As gTLD registry operators and ICANN accredited registrars prepare to vote on the new DNS Abuse contract provisions, let’s take a moment to discuss (and hopefully help settle) a vital term found in the proposed amendments – that of ‘actionable evidence’ of DNS Abuse. As the first in a series of CleanDNS articles, this piece is focused on, not only explaining why this wording is so vital, but how, with the correct tools, compliance (or more) can be achieved with confidence, by both registry and registrar alike.
Essentially under the proposed amendments, where ‘actionable evidence’ of DNS Abuse is available to the contracted party, this would crystallise into a follow-up requirement; to take a reasonable action to contribute to stopping or disrupting that abuse from occurring. This may seem daunting at first glance, but this language is essential and quite welcome.
First, needing ‘actionable evidence’ means that mere allegation alone is not actionable without supporting and sufficient evidence. Assume a registry or registrar is made aware of an allegation of DNS Abuse (say phishing) on a domain, via a public blacklist. This listing, unless reasonably substantiated by evidence, should not trigger any further obligation. Now, ICANN’s draft advisory does make it clear that if evidence is ‘readily available’ to that operator, then that evidence must be considered. Realistically however, where the substantiation of a mere allegation would require considerable time, effort or money, then this would not be likely considered objectively reasonable.
Secondly, and indeed, a very welcome addition, is the now clear acceptance that evidence-based escalations and due process are key. Actions taken at the DNS level, such as suspending a domain name, can have far reaching impacts across an exceptionally large numbers of internet users. Such drastic actions should only ever be taken where ‘actionable evidence’ is present. Just because an entity CAN take an action, does not mean they SHOULD. ICANN and the contracted parties have done well in working in a clear and vital support for basic due process. This should be welcomed and applauded.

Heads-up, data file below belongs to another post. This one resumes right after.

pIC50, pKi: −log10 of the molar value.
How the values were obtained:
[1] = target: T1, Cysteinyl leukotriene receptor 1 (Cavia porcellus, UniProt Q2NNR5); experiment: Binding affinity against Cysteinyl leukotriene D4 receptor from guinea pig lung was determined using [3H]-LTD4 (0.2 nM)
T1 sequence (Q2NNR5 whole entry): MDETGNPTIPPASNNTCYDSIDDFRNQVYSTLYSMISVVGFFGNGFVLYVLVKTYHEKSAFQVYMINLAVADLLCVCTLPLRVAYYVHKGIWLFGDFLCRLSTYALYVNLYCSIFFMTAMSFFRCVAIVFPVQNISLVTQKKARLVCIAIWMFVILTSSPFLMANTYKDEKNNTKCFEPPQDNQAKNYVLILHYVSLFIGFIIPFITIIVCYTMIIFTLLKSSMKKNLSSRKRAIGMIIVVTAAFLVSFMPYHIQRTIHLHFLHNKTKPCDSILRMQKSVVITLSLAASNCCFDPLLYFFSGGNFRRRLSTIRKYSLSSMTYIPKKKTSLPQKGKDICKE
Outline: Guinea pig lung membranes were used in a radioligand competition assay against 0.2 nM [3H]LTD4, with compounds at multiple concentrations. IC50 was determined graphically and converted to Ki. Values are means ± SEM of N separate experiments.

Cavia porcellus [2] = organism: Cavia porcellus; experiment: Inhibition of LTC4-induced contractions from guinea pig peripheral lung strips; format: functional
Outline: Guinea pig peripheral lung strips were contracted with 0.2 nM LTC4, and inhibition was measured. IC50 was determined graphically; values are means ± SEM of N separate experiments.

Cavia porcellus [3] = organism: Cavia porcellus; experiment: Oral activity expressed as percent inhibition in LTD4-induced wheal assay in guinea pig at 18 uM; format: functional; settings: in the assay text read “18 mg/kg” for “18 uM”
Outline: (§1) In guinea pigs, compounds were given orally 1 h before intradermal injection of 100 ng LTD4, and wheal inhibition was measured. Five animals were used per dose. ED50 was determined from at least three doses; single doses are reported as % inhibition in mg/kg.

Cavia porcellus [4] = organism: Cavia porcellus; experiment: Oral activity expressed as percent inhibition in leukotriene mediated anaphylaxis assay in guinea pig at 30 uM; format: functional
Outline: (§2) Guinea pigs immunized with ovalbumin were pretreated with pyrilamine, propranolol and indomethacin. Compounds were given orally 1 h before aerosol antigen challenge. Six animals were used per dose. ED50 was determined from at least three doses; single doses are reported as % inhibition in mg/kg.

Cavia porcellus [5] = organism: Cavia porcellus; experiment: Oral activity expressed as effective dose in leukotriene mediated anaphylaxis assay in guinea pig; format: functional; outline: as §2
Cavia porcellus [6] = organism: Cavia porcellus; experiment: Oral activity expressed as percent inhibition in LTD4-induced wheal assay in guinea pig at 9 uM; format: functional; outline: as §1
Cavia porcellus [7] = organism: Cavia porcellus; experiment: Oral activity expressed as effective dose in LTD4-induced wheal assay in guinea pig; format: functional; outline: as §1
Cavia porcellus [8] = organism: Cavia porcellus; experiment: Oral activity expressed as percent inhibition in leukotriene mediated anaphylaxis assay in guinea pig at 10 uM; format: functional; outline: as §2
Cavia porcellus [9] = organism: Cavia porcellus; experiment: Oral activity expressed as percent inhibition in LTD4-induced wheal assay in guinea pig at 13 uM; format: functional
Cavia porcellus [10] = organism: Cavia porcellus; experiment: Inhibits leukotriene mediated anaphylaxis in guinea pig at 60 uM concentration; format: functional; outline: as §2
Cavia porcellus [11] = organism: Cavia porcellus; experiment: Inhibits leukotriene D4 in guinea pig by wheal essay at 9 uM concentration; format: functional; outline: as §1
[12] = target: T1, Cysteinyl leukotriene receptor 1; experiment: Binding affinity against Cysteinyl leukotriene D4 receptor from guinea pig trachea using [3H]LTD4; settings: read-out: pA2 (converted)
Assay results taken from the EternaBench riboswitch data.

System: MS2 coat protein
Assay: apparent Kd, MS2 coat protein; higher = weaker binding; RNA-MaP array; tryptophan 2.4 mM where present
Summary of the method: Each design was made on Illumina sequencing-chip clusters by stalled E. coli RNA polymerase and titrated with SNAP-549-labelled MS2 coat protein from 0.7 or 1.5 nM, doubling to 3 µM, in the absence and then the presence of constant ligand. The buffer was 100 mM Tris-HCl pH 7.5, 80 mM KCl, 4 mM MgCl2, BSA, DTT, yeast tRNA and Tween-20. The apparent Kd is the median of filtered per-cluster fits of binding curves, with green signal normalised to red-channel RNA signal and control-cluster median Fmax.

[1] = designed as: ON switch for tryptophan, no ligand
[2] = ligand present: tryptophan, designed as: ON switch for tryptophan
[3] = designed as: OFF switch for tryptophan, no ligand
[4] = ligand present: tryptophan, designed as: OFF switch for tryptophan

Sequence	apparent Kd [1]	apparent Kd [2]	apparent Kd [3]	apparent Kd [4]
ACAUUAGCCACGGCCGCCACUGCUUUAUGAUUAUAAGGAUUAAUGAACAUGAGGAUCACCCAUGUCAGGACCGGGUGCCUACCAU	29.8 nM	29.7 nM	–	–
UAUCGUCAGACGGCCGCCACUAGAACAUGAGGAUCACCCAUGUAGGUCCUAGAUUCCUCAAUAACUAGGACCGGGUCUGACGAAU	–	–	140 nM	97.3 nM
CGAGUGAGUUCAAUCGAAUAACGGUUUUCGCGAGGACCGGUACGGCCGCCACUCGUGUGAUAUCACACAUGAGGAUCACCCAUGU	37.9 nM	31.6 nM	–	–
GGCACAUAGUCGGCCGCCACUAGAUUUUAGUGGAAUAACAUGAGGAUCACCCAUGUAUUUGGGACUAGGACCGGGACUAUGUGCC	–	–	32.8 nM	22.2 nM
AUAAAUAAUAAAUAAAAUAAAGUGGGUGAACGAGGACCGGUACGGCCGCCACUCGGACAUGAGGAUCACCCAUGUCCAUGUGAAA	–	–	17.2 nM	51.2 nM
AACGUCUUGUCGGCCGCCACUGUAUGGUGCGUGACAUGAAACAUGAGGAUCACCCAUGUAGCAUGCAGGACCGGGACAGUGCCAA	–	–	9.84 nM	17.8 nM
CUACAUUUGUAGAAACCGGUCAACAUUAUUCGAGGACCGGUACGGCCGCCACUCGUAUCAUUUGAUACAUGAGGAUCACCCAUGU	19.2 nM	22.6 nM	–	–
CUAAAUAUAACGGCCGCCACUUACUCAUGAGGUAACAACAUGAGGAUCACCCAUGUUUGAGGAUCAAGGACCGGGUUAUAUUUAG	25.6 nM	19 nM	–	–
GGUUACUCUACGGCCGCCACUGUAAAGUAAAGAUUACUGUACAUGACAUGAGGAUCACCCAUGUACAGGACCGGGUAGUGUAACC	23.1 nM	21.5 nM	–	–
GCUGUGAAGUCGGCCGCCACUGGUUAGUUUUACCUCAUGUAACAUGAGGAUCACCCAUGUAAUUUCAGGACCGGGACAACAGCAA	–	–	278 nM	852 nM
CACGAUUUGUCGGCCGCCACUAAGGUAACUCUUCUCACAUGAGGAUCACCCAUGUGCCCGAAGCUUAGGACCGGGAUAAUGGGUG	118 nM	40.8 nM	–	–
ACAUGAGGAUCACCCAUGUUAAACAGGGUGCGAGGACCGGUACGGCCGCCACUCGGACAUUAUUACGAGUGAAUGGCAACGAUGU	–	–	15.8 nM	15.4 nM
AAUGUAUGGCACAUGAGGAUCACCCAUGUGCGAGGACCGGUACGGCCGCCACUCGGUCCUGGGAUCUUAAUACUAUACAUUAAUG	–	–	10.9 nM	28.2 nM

‘Readily available actionable evidence’
Let’s just level set here; most registries and registrars want a safe and secure DNS; it also doesn’t hurt, that a good reputation in abuse management, is also good for business. Answering ‘why’ the new amendments are an incredibly positive thing, should be clear – it is the ‘how’ that may keep people up at night. To start, a sense of calm is necessary; don’t try to boil the ocean. Readily available ‘actionable evidence’ should include information that can be gleaned through abuse intake forms, abuse emails, or any monitoring that may be carried out. These are for the most part existing requirements in all contracts; all these new amendments do, is make sure these evidence-based reports are not ignored. (Which is a positive thing). Don’t panic, focus on setting reasonable evidence thresholds, apply them consistently, add a healthy dose of good record keeping, and the rest will follow.
Compliance should not be a cause of concern to any contracted party. Simply put, with the right tools, anything is achievable. CleanDNS, for instance, was built to make this task as simple as possible. The platform and expert analyst team, support a mostly automated and fully auditable, end-to-end abuse management process, for registry or registrar alike. CleanDNS can help achieve these goals, whether those goals are contractual compliance, or following industry best practices, such as the Framework to Address Abuse, of which most of CleanDNS’s registry and registrar clients are signatories.
CleanDNS welcomes and supports ICANN and the Contracted Parties’ efforts in dealing with DNS Abuse, and sincerely hopes these amendments will be adopted.
By Alan Woods, CleanDNS General Counsel
Initially published with on Central Nic Partner News.